How American political participation is increasingly being shaped by citizens who wield more resourcesThe Declaration of Independence proclaims equality as a foundational American value.
However, Unequal and Unrepresented finds that political voice in America is not only unequal but also unrepresentative.
Those who are well educated and affluent carry megaphones.
The less privileged speak in a whisper. Relying on three decades of research and an enormous wealth of information about politically active individuals and organizations, Kay Schlozman, Henry Brady, and Sidney Verba offer a concise synthesis and update of their groundbreaking work on political participation.
The authors consider the many ways that citizens in American democracy can influence public outcomes through political voice: by voting, getting involved in campaigns, communicating directly with public officials, participating online or offline, acting alone and in organizations, and investing their time and money.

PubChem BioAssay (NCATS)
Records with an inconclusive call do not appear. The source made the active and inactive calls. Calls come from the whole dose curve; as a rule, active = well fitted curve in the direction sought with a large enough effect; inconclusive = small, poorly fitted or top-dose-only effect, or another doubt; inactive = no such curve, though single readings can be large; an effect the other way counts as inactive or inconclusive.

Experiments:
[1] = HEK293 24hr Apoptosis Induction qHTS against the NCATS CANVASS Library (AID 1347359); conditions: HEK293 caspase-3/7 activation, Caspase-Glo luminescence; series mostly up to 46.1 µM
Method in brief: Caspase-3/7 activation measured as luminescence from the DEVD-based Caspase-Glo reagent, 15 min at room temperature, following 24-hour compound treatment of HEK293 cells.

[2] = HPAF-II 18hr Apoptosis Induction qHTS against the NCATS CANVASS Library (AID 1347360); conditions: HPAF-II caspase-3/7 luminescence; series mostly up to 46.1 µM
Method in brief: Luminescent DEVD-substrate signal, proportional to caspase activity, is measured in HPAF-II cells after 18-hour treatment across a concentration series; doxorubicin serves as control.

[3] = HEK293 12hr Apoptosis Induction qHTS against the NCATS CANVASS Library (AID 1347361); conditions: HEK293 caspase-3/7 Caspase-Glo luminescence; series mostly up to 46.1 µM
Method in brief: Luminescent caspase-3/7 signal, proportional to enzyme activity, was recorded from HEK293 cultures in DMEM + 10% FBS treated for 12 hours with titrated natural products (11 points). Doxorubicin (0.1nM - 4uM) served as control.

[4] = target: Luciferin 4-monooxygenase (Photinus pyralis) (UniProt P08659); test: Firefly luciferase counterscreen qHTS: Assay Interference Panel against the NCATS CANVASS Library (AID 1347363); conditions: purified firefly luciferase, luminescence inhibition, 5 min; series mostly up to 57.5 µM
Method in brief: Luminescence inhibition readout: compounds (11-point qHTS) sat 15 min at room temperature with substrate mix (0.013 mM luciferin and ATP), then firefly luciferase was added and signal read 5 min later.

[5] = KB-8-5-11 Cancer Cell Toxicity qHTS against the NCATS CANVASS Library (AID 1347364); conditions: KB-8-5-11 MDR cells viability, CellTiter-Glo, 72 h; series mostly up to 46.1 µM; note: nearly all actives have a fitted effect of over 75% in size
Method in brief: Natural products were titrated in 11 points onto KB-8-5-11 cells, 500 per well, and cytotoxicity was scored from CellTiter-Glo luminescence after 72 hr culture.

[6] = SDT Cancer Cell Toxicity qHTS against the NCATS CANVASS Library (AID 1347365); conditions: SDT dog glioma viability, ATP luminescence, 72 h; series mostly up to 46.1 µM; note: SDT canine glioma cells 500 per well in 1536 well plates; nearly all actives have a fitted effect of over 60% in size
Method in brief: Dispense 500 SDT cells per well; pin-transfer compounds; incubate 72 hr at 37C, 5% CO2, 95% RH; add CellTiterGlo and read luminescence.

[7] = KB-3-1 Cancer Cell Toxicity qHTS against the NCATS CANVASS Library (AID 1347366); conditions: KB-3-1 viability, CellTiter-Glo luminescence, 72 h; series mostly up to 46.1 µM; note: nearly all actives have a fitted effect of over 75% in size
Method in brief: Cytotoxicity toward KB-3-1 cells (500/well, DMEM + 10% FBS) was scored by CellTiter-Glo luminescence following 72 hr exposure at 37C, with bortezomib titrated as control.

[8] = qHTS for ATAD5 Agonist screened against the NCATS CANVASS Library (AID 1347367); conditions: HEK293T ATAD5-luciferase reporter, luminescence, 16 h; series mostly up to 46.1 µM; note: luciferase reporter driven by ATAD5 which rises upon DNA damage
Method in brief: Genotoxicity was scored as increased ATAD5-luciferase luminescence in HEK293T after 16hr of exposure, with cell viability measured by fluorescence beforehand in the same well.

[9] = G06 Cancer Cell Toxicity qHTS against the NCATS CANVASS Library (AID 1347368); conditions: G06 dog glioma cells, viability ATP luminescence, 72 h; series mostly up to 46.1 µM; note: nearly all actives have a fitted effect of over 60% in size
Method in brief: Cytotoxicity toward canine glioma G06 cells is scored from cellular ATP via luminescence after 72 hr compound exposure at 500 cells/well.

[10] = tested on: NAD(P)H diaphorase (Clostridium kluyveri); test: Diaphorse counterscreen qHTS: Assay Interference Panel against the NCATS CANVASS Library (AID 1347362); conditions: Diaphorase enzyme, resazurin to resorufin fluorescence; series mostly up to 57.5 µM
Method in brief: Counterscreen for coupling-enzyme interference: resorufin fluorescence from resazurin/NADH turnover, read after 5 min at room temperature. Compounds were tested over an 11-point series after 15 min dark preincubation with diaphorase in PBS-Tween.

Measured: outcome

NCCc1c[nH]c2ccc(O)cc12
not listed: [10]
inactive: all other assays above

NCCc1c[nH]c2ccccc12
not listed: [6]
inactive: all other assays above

Socioeconomic imbalances characterize every form of political voice, but the advantage to the advantaged is especially pronounced when it comes to any form of political expression--for example, lobbying legislators or making campaign donations-that relies on money as an input.
With those at the top of the ladder increasingly able to spend lavishly in politics, political action anchored in financial investment weighs ever more heavily in what public officials hear.
Citing real-life examples and examining inequalities from multiple perspectives, Unequal and Unrepresented shows how disparities in political voice endanger American democracy today.